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Supercommittee fails to cut deficit
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Supercommittee fails to cut deficit

Bipartisan deal not possible, chairmen say

A Congressional supercommittee responsible for reaching a possible deficit reduction agreement announced Monday that it has failed to cut the federal deficit by $1.2 trillion.

“After months of hard work and intense deliberations, we have come to the conclusion today that it will not be possible to make any bipartisan agreement available to the public before the committee’s deadline,” according to a joint statement by the co-chairmen of the committee, as reported by the Washington Post.

The co-chairmen are Sen. Patty Murray (D-Wash.) and Rep. Jeb Hensarling (R-Tex.).

“Despite our inability to bridge the committee’s significant differences, we end this process united in our belief that the nation’s fiscal crisis must be addressed and that we cannot leave it for the next generation to solve,” the statement said. “We remain hopeful that Congress can build on this committee’s work and can find a way to tackle this issue in a way that works for the American people and our economy.”

The special debt-reduction supercommittee had been tasked with coming up with $1.2 trillion in spending cuts.

Given that a deal was not reached, there will not be an automatic spending cuts of that amount beginning in 2013. The Congressional Budget Office has estimated that domestic programs would be cut by 7.8 percent, Medicare spending would be cut by 2 percent and defense programs would be cut by 10 percent.

In addition to not reaching a deal on cuts, the supercommittee failed to agree on who was at fault. Both the Democrats and the Republicans blamed each other.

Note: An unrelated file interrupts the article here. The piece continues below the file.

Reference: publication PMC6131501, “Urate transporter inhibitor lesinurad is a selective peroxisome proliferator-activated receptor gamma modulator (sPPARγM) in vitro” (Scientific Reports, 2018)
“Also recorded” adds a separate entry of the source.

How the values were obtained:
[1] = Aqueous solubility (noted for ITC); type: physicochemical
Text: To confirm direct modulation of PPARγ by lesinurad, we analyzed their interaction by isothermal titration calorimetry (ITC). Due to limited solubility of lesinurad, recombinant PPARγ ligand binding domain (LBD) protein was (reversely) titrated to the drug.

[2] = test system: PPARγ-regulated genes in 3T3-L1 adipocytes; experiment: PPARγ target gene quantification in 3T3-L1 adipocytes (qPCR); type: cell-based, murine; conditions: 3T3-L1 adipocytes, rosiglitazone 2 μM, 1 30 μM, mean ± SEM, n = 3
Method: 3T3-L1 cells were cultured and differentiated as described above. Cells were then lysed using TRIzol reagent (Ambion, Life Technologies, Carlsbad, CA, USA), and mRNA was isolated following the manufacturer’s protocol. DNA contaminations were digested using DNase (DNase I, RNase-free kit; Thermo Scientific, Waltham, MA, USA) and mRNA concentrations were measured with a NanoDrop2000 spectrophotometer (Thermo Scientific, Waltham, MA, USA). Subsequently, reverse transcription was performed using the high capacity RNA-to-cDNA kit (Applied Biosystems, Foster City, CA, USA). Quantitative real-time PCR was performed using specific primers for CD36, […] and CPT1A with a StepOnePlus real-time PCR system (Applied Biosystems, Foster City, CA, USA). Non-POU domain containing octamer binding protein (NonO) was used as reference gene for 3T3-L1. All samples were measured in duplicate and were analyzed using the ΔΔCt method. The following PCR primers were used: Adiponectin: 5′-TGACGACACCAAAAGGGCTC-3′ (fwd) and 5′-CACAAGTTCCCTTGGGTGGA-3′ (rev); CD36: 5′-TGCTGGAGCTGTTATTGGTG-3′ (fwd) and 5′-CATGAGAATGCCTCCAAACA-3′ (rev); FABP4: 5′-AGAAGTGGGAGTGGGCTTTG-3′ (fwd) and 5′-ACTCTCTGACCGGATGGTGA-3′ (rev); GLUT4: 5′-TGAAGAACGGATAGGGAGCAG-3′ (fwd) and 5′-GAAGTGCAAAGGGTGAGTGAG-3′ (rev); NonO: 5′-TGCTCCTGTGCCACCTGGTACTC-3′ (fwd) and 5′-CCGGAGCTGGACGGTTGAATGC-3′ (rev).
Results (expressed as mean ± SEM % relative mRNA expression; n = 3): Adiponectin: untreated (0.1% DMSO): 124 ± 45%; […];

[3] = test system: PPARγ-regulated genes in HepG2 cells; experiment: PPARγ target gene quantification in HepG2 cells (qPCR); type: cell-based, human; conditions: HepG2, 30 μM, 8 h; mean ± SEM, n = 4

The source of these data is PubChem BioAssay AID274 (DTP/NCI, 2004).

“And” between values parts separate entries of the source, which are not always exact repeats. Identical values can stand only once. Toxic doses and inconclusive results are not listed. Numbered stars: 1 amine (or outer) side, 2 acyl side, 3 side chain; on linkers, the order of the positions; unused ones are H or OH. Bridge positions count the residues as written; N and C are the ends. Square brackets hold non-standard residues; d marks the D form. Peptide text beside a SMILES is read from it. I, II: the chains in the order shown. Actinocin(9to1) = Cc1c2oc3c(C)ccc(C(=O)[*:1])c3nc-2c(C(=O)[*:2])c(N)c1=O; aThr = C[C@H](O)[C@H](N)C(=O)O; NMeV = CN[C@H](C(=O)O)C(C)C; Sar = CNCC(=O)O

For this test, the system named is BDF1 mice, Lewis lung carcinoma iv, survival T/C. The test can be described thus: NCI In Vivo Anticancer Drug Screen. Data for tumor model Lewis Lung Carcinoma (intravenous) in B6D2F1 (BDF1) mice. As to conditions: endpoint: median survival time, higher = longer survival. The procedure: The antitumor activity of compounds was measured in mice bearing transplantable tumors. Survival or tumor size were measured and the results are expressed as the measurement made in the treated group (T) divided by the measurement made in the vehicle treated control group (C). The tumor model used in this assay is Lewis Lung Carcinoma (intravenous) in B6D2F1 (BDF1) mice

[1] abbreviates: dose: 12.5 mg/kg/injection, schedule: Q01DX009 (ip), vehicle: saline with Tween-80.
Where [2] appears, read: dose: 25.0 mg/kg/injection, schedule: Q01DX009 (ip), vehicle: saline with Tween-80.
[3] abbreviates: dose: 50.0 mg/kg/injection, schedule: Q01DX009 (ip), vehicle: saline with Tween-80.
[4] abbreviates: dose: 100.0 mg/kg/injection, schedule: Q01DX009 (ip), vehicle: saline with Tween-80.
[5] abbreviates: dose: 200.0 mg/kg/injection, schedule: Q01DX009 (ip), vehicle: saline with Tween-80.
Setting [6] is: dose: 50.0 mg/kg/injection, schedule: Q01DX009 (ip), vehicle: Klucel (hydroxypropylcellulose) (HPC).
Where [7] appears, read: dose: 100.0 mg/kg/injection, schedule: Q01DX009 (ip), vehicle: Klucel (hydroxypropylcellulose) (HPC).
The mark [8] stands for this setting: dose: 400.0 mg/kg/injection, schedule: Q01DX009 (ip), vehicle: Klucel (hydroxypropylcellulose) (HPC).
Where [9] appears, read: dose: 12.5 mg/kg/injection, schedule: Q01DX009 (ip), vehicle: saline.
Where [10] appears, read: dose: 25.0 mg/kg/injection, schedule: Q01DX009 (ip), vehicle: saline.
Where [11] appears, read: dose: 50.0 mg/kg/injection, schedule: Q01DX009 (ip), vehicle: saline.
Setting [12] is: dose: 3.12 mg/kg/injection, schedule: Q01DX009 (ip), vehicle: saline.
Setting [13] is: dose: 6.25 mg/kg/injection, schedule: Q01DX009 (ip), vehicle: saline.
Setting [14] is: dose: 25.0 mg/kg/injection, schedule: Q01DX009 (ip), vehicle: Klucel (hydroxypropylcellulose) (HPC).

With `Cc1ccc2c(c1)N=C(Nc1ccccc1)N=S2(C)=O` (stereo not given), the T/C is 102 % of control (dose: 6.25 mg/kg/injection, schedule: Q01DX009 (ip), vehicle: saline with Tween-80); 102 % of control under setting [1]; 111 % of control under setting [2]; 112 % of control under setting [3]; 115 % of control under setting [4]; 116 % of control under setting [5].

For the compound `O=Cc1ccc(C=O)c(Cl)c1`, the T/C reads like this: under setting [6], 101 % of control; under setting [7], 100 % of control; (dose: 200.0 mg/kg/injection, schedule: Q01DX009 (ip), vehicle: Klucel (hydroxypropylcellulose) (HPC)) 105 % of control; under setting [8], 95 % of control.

The news of the failure had been expected, and markets Monday dropped, CNN reported.

"The Dow Jones Industrial Average fell 248 points Monday, with a minor recovery after bei

This article originally appeared on GlobalPost.

Gingrich: Failure 'good for America'

Republican presidential candidate Newt Gingrich told an audience at Rivier College on Monday that if the congressional debt-reduction supercommittee failed to find a way to cut 1.2 trillion from the federal budget, it would be “good for America.”

Gingrich explained he believed the supercommittee idea was wrong from the start, MSNBC reported.

"They were trying to break out of the mess by being, in my judgment, even dumber — that is, creating a committee of 12 picked by the political leadership to magically get in a room to come up something that 535 couldn't solve,” he said, according to MSNBC. “It's a major reason I am running for president.”

Gingrich suggested that both parties should “hold a press conference this week and say, 'We're going to ask through regular order every subcommittee to find savings. We're going to do it out in the open. We're going to it with expert testimony,’” according to CBS News.

Gingrich seemed geeked that a new USA Today/Gallup poll showed that he was the top Republican candidate among registered Republicans, CBS News reported.

"I think, first, is the scale of the solutions that I propose, which are much bigger and much more comprehensive than any other person running for office," Gingrich said, according to CBS News.

Gingrich has certainly been offering a selection of unique solutions in his recent campaign speeches, the Atlantic noted. At Harvard’s Kennedy School of Government on Friday, he argued that child labor laws should be abolished so poor children could start working earlier.

"I tried for years to have a very simple model,” Gingrich said, according to CNN. “These schools should get rid of unionized janitors, have one master janitor, pay local students to take care of the school. The kids would actually do work; they'd have cash; they'd have pride in the schools. They'd begin the process of rising." He added, "Go out and talk to people who are really successful in one generation. They all started their first job at 9 to 14 years of age.”

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